Former FBI director James B. Comey enjoys higher public trust than President Trump, according to a Washington Post-ABC News poll, but there is one major area where Comey's honesty is sure to be questioned in a gantlet of interviews that begins Sunday with ABC's “20/20.”
In a Senate Judiciary Committee hearing in May, shortly before Comey's firing, Sen. Charles E. Grassley (R-Iowa) probed Comey about leaks to the press:
GRASSLEY: Director Comey, have you ever been an anonymous source in news reports about matters relating to the Trump investigation or the [Hillary] Clinton investigation?
GRASSLEY: Question two, relatively related: Have you ever authorized someone else at the FBI to be an anonymous source in news reports about the Trump investigation or the Clinton investigation?
Comey's responses appear to be at least somewhat inconsistent with a statement that former FBI deputy director Andrew McCabe issued last month after his own firing, which the Justice Department attributed in part to “an unauthorized disclosure to the news media.”
The disclosure, part of a Wall Street Journal report about FBI investigations into Clinton's family foundation and private email usage as secretary of state, occurred in October 2016 — seven months before Comey's exchange with Grassley. According to McCabe, the disclosure “was not a secret, it took place over several days, and others, including the director, were aware of the interaction with the reporter.”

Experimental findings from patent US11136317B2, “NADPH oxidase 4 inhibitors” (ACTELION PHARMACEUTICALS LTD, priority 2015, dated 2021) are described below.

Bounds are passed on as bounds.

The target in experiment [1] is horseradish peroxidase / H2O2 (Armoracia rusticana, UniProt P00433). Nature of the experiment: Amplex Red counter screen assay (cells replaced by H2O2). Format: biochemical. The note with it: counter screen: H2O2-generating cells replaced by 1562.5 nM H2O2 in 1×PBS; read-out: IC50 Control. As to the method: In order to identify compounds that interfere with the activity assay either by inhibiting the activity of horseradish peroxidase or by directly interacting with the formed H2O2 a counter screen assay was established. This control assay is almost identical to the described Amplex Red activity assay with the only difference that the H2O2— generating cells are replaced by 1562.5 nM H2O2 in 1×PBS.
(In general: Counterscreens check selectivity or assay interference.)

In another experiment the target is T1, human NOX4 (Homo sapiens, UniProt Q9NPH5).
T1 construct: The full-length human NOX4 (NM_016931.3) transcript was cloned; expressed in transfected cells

Comey has some explaining to do.
He could dispute McCabe's claim or perhaps argue that being aware of an anonymous source is not the same as authorizing someone to be an anonymous source or being an anonymous source. McCabe did say that he was “one of only a few people who had the authority” to share information with the media, suggesting that he would not have needed Comey's permission.
There is room for Comey to contend that both he and McCabe told the truth, but his answers to Grassley's questions could still be regarded as less than forthcoming.
In any case, Comey's effort to square his testimony with McCabe's statement is something to watch for.
While watching, however, it is worth remembering that Trump and some of his media boosters have misrepresented the basis on which Comey's credibility might reasonably be questioned. On Friday, for example, the president tweeted that Comey “is a proven LEAKER & LIAR” who “leaked CLASSIFIED information” and “lied to Congress under OATH.”
Minutes later, “Fox & Friends” attempted to explain the tweet.
“Remember,” Steve Doocy told viewers, “it was during that congressional hearing when one of the senators asked, 'So, have you ever leaked anything to anybody?' And he said, 'Nope, I haven't done it.' And then it was revealed later that Mr. Comey had indeed leaked those memos that he took after the meetings with the president of the United States, Donald Trump, and he leaked them to his lawyer friend — professor up at Columbia — so he would put it in the New York Times. ... That's what [Trump] is referring to about the 'liar' business, and the 'leaker.' ”
Doocy did not have his facts straight. Comey did acknowledge orchestrating the leak of a personal memo to the Times, but the leak occurred after his firing and after his denials to Grassley. Comey's leak for a Times report published on May 16, does not prove that Comey lied in congressional testimony two weeks earlier, on May 3.
Also, Trump's charge that Comey leaked classified information lacks supporting evidence; the memo was not classified, and there are no known instances in which Comey supplied classified information to the press.
Trump took his attack too far, as he often does. Still, Comey will have to address his testimony and McCabe's account of media disclosure.